How Race Defines American Music

Eugene Lang College Lib Arts: The Arts

Liberal Arts

Undergraduate Course

Degree Students

How Race Defines Amer Music

Fall 2021

Taught By: Evan Rapport

Section: A

CRN: 11063

Credits: 4

The musical life of the United States is thoroughly bound up with the ever-shifting concept of race. In this course, students consider the enduring relationship between racial stereotypes, representations, and categories and the ways that Americans create and consume music. Topics include blackface minstrelsy, orientalism, industry marketing strategies, creative responses to historical and political events, connections between race and musicians’ careers and repertoires, and links between race, class, gender, and sexuality. The syllabus focuses on the 1910s to the 1960s as the period in which ideas of American music fully solidified and became attached to particular formations of race, especially whiteness and blackness. To supplement this material, we will also study the second half of the nineteenth century and recent or contemporary situations that shed further light on the course’s primary issues. Students will complete a research paper or project that is developed over the course of the semester.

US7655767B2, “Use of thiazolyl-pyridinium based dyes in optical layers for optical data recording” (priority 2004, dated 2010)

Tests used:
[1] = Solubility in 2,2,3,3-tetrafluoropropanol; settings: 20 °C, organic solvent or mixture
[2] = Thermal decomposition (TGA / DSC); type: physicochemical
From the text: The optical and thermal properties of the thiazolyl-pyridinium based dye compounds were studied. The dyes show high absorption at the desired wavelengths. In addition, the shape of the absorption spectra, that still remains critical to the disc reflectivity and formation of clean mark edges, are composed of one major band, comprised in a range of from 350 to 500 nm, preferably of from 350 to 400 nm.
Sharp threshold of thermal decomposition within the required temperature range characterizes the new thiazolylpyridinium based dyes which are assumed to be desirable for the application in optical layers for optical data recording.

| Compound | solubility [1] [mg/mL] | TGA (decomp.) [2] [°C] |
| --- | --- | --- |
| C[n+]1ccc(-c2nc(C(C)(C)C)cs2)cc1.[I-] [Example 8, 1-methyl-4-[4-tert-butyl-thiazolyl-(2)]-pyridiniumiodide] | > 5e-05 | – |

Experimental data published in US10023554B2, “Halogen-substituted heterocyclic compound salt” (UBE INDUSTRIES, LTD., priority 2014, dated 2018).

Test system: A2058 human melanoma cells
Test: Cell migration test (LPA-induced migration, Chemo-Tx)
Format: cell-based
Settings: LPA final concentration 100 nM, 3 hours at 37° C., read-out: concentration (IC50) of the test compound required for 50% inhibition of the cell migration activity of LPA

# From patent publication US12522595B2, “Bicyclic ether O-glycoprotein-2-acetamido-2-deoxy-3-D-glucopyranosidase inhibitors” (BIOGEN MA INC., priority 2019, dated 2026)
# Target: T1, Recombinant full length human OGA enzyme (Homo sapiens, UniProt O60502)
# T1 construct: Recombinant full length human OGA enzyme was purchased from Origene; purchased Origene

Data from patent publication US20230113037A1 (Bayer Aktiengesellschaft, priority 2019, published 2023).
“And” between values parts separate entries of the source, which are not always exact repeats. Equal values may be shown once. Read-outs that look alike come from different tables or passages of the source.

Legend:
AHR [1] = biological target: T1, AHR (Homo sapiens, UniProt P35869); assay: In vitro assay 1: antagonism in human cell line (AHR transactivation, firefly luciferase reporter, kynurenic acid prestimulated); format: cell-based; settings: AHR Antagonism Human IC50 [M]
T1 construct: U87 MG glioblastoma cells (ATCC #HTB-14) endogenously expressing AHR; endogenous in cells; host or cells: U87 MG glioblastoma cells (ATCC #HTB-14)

College: Eugene Lang College Lib Arts (LC)

Department: The Arts (LARS)

Campus: New York City (GV)

Course Format: Seminar (R)

Max Enrollment: 18

Add/Drop Deadline: September 13, 2021 (Monday)

Online Withdrawal Deadline: November 21, 2021 (Sunday)

Seats Available: No

Status: Closed*

* Status information is updated every five minutes. The status of this course may have changed since the last update. Open seats may have restrictions that will prevent some students from registering. Updated: 3:50am 9/22/2021 EDT

Meeting Info:

Days: Monday, Wednesday

Times: 2:00pm - 3:40pm

Building: Johnson/Kaplan 66 West 12th

Room: 002

Date Range: 8/30/2021 - 12/13/2021